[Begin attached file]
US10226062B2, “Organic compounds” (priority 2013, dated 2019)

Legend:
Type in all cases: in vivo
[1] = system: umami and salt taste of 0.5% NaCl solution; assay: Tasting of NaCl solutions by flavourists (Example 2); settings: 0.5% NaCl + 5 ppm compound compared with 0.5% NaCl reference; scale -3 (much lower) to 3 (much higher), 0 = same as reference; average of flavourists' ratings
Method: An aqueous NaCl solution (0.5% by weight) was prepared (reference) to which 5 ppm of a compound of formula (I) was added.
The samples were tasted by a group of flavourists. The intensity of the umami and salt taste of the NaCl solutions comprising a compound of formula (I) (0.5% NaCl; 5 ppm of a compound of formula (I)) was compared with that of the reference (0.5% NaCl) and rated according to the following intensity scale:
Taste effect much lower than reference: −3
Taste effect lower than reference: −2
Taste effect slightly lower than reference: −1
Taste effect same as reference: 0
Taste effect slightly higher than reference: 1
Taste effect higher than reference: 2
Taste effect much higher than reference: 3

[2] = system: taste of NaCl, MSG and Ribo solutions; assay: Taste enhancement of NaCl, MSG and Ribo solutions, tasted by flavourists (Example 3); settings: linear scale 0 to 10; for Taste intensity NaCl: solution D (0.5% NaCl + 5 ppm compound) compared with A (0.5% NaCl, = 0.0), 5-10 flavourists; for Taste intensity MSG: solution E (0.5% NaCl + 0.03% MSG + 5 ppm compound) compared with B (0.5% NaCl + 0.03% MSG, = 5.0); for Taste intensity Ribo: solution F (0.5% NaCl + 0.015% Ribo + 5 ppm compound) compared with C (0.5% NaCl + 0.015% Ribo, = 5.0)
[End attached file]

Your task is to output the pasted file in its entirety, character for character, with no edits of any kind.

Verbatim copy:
US10226062B2, “Organic compounds” (priority 2013, dated 2019)

Legend:
Type in all cases: in vivo
[1] = system: umami and salt taste of 0.5% NaCl solution; assay: Tasting of NaCl solutions by flavourists (Example 2); settings: 0.5% NaCl + 5 ppm compound compared with 0.5% NaCl reference; scale -3 (much lower) to 3 (much higher), 0 = same as reference; average of flavourists' ratings
Method: An aqueous NaCl solution (0.5% by weight) was prepared (reference) to which 5 ppm of a compound of formula (I) was added.
The samples were tasted by a group of flavourists. The intensity of the umami and salt taste of the NaCl solutions comprising a compound of formula (I) (0.5% NaCl; 5 ppm of a compound of formula (I)) was compared with that of the reference (0.5% NaCl) and rated according to the following intensity scale:
Taste effect much lower than reference: −3
Taste effect lower than reference: −2
Taste effect slightly lower than reference: −1
Taste effect same as reference: 0
Taste effect slightly higher than reference: 1
Taste effect higher than reference: 2
Taste effect much higher than reference: 3

[2] = system: taste of NaCl, MSG and Ribo solutions; assay: Taste enhancement of NaCl, MSG and Ribo solutions, tasted by flavourists (Example 3); settings: linear scale 0 to 10; for Taste intensity NaCl: solution D (0.5% NaCl + 5 ppm compound) compared with A (0.5% NaCl, = 0.0), 5-10 flavourists; for Taste intensity MSG: solution E (0.5% NaCl + 0.03% MSG + 5 ppm compound) compared with B (0.5% NaCl + 0.03% MSG, = 5.0); for Taste intensity Ribo: solution F (0.5% NaCl + 0.015% Ribo + 5 ppm compound) compared with C (0.5% NaCl + 0.015% Ribo, = 5.0)